The city’s beleaguered subway riders faltered Tuesday after the mass shooting on a Brooklyn train — some said the latest horrific crime convinced them to leave the transit system for good.
“I’m done. I’m done riding the train. It’s just not worth it,” said 29-year-old finance clerk Shirley Shao while waiting for a train on Canal Street in Tribeca, Manhattan.
“Every time I go in there, I worry in the back of my mind that someone will attack me while my back is turned,” she said of the underground system. “The subway had already become so dangerous. That tips the scales the other way.
“No more trains,” she said, adding that she plans to cycle to work in the future.
“Cycling isn’t the safest either, but at least I have some control over what happens to me,” Shao said.
She and other drivers lamented the shooting as just the latest black eye to hit city traffic after two years marred by the COVID-19 pandemic and high-profile incidents, including the deliberate shopping cart fire in March 2020, in which an employee of the Local traffic killed in violent push murder of Michelle Go last January.
“Coronavirus, guns, people being pushed onto subway tracks — I think it was wishful thinking to think that our problems would end there,” said 25-year-old graduate student and straphanger Stephen Byrd.
“The intention to kill was obviously there,” Byrd said of Tuesday’s incident at the 36th Street station in Sunset Park. “And now, on top of every other worry I had about getting on the subway, I have to worry about getting shot or blown up by a madman.”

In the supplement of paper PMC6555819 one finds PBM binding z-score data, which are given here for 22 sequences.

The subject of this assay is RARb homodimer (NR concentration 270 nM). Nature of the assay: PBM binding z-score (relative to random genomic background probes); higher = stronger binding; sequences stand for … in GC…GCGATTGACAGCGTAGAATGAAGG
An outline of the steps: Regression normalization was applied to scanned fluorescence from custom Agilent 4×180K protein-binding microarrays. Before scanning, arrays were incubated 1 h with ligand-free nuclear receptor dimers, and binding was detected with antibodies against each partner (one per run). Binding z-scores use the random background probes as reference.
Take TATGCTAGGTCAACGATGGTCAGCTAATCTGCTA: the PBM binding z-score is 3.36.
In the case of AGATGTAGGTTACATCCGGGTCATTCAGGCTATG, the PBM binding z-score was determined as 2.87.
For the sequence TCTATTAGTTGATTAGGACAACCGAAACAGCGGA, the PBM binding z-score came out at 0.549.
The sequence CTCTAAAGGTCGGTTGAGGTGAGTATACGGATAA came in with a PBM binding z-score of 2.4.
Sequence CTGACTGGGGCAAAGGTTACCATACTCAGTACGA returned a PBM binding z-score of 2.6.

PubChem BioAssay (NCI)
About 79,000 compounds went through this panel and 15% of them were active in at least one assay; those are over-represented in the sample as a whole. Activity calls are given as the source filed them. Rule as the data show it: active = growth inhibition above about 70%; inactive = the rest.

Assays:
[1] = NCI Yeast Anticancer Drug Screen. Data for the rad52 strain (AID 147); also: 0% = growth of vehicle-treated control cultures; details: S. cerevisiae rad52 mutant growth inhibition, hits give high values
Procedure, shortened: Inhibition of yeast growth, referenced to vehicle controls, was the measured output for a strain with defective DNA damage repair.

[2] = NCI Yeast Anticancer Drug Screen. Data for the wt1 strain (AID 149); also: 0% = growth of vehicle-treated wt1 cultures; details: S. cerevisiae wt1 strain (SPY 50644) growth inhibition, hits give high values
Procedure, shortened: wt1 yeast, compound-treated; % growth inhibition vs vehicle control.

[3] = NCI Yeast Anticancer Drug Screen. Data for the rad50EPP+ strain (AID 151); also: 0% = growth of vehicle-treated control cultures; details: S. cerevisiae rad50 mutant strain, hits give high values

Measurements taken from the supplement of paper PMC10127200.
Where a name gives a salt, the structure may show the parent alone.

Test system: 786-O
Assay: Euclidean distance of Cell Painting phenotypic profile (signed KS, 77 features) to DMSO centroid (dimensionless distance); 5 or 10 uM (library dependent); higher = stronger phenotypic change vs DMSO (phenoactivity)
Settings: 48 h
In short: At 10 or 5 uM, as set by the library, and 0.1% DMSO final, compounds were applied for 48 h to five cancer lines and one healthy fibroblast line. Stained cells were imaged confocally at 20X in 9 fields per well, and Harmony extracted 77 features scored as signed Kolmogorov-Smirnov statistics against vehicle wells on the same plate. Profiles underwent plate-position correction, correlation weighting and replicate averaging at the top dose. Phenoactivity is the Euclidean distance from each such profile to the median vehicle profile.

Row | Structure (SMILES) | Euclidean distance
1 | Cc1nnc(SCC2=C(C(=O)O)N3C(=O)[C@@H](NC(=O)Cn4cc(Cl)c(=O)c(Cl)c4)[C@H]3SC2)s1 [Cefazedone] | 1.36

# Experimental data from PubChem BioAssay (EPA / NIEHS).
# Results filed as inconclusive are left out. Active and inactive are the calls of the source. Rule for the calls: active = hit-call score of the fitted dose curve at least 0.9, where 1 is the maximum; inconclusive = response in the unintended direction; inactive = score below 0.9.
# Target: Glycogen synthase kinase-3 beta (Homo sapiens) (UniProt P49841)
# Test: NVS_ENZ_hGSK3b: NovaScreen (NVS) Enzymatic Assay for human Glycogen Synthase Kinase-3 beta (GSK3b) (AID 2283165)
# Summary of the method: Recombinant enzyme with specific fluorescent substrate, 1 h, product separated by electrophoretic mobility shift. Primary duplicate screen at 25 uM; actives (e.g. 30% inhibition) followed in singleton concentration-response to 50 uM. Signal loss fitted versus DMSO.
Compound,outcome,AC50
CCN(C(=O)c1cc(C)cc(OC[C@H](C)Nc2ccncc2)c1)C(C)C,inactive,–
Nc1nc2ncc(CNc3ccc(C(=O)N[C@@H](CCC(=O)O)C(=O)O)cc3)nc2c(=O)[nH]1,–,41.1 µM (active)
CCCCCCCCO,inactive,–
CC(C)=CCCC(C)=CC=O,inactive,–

Get the latest updates on the Brooklyn subway shooting with live coverage from The Post.
Mayor Eric Adams pledged to increase the number of police officers patrolling the subways after Tuesday’s nightmare. The move comes on top of inflows of underground NYPD forces enacted by his administration earlier this year, as well as by his predecessor Bill de Blasio in 2021.
Straphangers said it was about time.
“I’m glad the mayor is finally opening his eyes to the dangers of riding the subway,” said Tanya Lee, 43, of Parkchester, Bronx. “It’s unfortunate that it took a terrorist attack, but at least it got him to take the issue seriously.
“I’ll feel safer seeing officers in uniform down there. Officials will also deter people who want to commit crimes, which will make the subways safer overall,” she said. “It has to be proportionate. The prosecution must be proportionate to the crimes committed. Otherwise things like this happen too easily.”
Zoe Liebowitz, 32, of the West Village in Mahattan agreed that the extra police presence was welcome.
“I’ve wanted to see more cops on the subways for a long time. Sometimes it takes something drastic to bring about real change, and hopefully that will be the right thing to do,” Liebowitz said.
“Thank God no one died this time. Let’s not wait for an incident where people have to die before the city takes these issues seriously.”
Anyone with information about the shooting should call the NYPD’s Crime Stoppers Hotline at 1-800-577-TIPS or log on to the CrimeStoppers website.
https://nypost.com/2022/04/12/exasperated-straphangers-react-to-brooklyn-subway-shooting/ Angry straphangers react to the Brooklyn subway shooting